***Attention All Spring Athletes***Here are the dates & times for the ImPACT test for the 2020 Spring athletes. This test is for all Juniors & Freshman for the 2019-20 school year (and anyone that has never been ImPACT tested at NEHS).Once you register on Family ID, you can check if you need to take the ImPACT test.You only have to come for one of the following tests:Please arrive at least 5 minutes early and bring your MacBook for ImPACT testingThursday, February 27th @ 3 PM in the NEHS IMCWednesday, March 4th @ 3 PM in the NEHS IMCAny additional ImPACT tests will be conducted at Mr. Sawicki's convenience. These "make up" tests will take place after the start of the season.*** ImPACT test will begin promptly at designated times so that everyone can get the directions before testing begins. Do not be late!!!*******For more information on the ImPACT test, click here.ImPACT Test Make UpIf you miss all of the pre-season ImPACT tests, but still need to be tested, you can check here to find make-up dates. If you miss these scheduled make up dates, you will have to find a physician to adminster a baseline test at your own expense.Family ID is Here!!!Plumsted Township is pleased to announce that we are now offering online registration for athletics through Family ID. This service provides a quick and efficient way to register your athlete for sports at New Egypt High School and Middle School.To begin your registration, click here.New this year, You can submit your pay to play online through Family ID(An Administrative Fee will be charged for online payment)All pre-participation physical evaluation forms must be turned in to Mr. Sawicki before you can practice. This paperwork can be found in the Main Office, in the Training Room, or here. Starting with the 2015-16 school year, our new policy states that an athlete must turn physical paperwork in to Mr. Sawicki at least the day before they anticipate practicing. For instance, if paperwork is submitted on Monday, the athlete cannot participate until Tuesday.New Egypt High School's Head Athletic Trainer, Jim Sawicki, has provided some background information on the importance of an athletic trainer and how to become one yourself.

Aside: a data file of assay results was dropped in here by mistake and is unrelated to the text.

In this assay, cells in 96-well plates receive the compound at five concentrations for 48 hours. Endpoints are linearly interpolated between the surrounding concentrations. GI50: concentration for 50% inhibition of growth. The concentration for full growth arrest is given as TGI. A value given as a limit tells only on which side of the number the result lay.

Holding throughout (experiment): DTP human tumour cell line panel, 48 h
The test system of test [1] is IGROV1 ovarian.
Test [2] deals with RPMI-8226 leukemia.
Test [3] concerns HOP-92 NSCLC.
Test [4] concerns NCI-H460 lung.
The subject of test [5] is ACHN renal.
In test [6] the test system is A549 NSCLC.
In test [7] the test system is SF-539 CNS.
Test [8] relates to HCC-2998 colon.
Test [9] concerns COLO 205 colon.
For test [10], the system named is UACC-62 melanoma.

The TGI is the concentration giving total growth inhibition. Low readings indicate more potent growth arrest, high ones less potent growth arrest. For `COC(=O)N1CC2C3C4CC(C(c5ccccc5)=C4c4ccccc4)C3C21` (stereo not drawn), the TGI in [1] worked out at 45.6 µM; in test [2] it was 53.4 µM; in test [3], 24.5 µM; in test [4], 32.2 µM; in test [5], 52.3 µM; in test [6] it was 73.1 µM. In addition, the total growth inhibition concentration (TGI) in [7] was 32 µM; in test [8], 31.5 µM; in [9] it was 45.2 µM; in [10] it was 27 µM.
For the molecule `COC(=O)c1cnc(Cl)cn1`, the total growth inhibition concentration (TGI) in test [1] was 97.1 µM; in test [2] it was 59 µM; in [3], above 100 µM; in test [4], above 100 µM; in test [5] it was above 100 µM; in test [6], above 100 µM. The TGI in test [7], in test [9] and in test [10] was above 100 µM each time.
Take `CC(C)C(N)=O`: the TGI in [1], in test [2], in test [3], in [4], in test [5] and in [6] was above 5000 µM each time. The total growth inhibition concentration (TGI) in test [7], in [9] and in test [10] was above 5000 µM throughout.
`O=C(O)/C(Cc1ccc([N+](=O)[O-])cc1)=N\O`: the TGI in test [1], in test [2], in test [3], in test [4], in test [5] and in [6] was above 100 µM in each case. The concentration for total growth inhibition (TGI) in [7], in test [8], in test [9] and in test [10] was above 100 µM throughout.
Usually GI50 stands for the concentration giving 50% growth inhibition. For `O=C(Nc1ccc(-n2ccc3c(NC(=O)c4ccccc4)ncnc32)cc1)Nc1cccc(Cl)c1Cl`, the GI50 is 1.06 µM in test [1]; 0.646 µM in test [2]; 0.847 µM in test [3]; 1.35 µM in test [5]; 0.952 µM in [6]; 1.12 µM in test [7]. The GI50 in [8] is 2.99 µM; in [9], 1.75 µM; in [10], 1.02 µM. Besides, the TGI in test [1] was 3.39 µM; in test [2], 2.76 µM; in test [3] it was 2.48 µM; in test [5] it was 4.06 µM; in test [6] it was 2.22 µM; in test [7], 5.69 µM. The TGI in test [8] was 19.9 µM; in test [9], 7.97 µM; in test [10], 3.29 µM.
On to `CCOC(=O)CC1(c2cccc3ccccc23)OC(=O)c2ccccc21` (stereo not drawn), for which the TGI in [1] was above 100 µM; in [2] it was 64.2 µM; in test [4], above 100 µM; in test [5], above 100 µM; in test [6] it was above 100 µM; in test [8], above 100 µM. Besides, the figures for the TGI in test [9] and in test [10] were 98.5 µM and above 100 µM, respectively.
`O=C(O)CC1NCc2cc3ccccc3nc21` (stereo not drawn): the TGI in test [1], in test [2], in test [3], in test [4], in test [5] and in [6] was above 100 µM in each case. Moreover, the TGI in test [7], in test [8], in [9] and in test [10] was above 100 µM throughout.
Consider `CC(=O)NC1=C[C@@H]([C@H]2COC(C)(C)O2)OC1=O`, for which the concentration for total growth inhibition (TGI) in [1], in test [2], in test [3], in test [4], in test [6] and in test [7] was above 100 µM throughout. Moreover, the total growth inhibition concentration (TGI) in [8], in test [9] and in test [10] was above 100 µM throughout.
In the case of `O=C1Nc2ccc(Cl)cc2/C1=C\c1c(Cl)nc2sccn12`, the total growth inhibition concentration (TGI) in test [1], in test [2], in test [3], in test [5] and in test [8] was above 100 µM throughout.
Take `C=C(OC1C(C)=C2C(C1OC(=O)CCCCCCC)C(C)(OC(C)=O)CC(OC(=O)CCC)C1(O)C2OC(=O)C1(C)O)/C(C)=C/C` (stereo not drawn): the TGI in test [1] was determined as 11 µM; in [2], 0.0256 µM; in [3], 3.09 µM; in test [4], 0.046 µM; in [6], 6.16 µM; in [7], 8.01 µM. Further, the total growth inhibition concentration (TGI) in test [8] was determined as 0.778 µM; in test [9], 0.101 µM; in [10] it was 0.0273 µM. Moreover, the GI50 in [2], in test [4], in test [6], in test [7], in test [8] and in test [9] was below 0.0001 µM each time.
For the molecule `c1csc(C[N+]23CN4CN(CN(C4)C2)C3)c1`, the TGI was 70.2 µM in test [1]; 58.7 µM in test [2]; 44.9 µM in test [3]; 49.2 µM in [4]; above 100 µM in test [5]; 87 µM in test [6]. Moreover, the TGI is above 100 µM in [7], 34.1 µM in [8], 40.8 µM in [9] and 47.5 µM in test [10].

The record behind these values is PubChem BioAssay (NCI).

What is a Certified Athletic Trainer (ATC)?
Certified Athletic Trainers (ATC's) are health care professionals who specialize in the prevention, evaluation and rehabilitation of injuries to athletes and those engaged in physical activities. In cooperation with physicians and other allied health personnel, the ATC functions as an integral member of the athletic health care team, administering emergency care for acute injuries and rehabilitation for chronic injuries.
What Qualifications do ATC's have?
Certified Athletic Trainers have, at minimum a bachelor's degree from an accredited athletic training education curriculum program.Where do Athletic Trainers work and what do they do?